On Wednesday, the Gustavo Petro administration sent the Colombian Congress a tax reform somewhat different from the one presented in early August. The joint special committee will begin discussing the plan this Thursday.
The new bill is the result of weeks of negotiations with the opposition and businesspeople. Protests that attracted thousands to the streets last week and subsequent meetings between Gustavo Petro and former president and right-wing leader Álvaro Uribe also played an important role in convincing Finance Minister José Antonio Ocampo and his team that changes were needed.
The new proposal is more modest than the original; it now aims at raising about COP 22 trillion (USD 4.8 billion) in extra revenue to fund social programs and meet fiscal deficit reduction goals.
The original target was COP 25 trillion — a result never before achieved by any reform in the country, and one that, economists told The Brazilian Reportwas likely to be watered down by Congress.
Once the biggest knot in the tax reform, the government has given up on a new 10 percent tariff on oil and gas exports after consultancy firms found it unconstitutional, saying it would go against free trade agreements to which Colombia is a signatory.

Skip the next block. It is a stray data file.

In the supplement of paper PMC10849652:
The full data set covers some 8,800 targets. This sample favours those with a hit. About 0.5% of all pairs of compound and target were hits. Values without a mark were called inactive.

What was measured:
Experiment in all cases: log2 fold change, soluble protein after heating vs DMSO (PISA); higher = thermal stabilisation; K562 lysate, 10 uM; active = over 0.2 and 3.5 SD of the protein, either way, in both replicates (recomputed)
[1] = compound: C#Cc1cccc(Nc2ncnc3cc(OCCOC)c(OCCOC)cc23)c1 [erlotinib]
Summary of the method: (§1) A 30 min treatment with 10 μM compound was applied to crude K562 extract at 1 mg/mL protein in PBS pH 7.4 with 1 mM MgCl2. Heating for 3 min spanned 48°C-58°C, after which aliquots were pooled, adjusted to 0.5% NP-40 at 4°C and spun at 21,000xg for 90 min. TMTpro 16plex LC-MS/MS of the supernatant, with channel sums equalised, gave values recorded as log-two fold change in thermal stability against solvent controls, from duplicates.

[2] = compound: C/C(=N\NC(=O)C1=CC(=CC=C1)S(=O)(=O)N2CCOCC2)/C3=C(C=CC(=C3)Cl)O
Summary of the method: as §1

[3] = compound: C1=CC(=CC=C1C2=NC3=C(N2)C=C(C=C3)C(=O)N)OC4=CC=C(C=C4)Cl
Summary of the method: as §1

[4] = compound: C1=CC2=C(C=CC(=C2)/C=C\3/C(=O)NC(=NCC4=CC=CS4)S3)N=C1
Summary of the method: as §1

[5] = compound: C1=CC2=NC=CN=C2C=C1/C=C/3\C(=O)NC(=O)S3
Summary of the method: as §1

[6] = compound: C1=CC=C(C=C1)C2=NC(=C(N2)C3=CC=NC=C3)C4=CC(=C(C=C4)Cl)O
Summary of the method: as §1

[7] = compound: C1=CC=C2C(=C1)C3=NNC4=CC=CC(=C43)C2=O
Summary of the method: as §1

The associations representing the sector warned that an additional tax burden could increase the government’s take rate by 20 to 22 percent and that it could also affect investments, frustrating expectations to contribute COP 90 trillion in tax revenues in 2023.
The new proposal replaces the export taxation with a surcharge on the 35% income tax paid by oil and coal companies, equivalent to 10% in the first year, 7.5% in the second, and 5% percent in the third year.
Ultimately, the mining sector will contribute COP 9 trillion of the expected amount from the reform next year.
Despite the extra revenue, the reform will not bring about a paradigm shift: unlike in most countries, corporate taxes will continue to account for most of Colombia’s tax revenues.
The country’s tax intake made up 13.8 percent of GDP in 2021, but only 5 percent of that came from individuals. In other OECD countries, about two-thirds of tax income comes from individuals.